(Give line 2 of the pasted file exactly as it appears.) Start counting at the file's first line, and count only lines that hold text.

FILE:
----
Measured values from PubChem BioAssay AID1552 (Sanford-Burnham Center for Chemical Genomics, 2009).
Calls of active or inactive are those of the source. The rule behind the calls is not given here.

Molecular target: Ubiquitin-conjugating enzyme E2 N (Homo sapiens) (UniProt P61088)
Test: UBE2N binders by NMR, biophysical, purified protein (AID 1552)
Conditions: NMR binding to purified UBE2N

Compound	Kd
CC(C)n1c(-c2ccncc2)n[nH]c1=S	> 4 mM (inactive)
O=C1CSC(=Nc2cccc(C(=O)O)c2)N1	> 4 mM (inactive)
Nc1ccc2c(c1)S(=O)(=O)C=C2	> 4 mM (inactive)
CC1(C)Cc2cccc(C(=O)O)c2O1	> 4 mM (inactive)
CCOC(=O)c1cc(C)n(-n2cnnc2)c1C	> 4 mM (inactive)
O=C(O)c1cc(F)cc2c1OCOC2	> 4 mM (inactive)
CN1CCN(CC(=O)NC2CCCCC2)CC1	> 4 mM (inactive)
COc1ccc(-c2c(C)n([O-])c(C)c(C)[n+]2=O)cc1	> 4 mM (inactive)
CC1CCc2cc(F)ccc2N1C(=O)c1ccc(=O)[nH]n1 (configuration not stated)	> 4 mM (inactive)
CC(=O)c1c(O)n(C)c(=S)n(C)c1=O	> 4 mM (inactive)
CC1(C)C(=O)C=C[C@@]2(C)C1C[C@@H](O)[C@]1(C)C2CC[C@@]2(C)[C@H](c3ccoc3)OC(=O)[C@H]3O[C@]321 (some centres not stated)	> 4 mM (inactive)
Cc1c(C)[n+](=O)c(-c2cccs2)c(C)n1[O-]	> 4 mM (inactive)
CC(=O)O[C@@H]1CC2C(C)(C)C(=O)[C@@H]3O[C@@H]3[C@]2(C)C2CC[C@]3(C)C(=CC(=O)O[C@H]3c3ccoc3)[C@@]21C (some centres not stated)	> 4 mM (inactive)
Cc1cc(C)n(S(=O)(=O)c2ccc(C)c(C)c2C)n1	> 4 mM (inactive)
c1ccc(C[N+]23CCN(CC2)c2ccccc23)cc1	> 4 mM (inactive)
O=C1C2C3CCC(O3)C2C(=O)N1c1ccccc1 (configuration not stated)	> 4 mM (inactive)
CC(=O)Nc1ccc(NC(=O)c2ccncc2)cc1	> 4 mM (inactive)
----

Calls of active or inactive are those of the source. The rule behind the calls is not given here.